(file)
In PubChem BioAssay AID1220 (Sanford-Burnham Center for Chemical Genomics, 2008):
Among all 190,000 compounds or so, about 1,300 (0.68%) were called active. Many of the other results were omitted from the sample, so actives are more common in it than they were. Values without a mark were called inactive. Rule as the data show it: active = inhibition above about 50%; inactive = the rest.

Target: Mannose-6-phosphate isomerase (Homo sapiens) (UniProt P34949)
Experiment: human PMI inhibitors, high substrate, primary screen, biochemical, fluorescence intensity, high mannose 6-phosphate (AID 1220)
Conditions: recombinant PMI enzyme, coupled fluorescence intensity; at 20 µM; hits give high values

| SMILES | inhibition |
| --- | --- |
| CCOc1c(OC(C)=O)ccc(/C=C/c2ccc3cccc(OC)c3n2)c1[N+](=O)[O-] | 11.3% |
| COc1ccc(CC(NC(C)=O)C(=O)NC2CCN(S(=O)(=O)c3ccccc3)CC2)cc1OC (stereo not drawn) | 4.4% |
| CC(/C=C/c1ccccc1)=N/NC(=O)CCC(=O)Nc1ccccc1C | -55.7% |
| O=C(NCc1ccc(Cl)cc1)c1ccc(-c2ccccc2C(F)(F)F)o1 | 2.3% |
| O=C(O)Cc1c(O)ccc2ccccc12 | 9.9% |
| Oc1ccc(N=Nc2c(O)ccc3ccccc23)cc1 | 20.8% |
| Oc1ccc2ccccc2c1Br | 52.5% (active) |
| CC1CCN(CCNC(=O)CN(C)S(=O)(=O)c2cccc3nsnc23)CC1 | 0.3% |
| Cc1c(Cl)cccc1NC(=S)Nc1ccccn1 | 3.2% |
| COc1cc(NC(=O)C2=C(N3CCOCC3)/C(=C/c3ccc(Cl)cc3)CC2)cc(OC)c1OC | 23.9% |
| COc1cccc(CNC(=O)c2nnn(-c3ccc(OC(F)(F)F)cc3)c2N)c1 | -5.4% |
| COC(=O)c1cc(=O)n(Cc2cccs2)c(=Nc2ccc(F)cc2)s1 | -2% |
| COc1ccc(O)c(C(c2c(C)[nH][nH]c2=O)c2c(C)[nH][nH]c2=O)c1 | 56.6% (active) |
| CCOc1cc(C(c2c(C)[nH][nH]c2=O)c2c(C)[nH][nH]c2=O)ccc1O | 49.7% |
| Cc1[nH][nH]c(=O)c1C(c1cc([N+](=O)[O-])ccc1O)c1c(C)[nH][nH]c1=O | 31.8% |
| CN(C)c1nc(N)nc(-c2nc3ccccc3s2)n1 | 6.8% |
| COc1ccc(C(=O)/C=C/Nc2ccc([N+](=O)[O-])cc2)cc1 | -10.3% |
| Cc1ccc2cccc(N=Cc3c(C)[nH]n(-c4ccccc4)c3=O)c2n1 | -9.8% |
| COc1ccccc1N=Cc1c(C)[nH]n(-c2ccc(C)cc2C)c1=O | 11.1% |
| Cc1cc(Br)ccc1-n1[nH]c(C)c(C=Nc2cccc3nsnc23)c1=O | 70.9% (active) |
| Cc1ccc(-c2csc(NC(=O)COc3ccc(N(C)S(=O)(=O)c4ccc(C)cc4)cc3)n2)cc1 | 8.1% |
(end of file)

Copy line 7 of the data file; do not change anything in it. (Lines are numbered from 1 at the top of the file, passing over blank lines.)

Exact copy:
| --- | --- |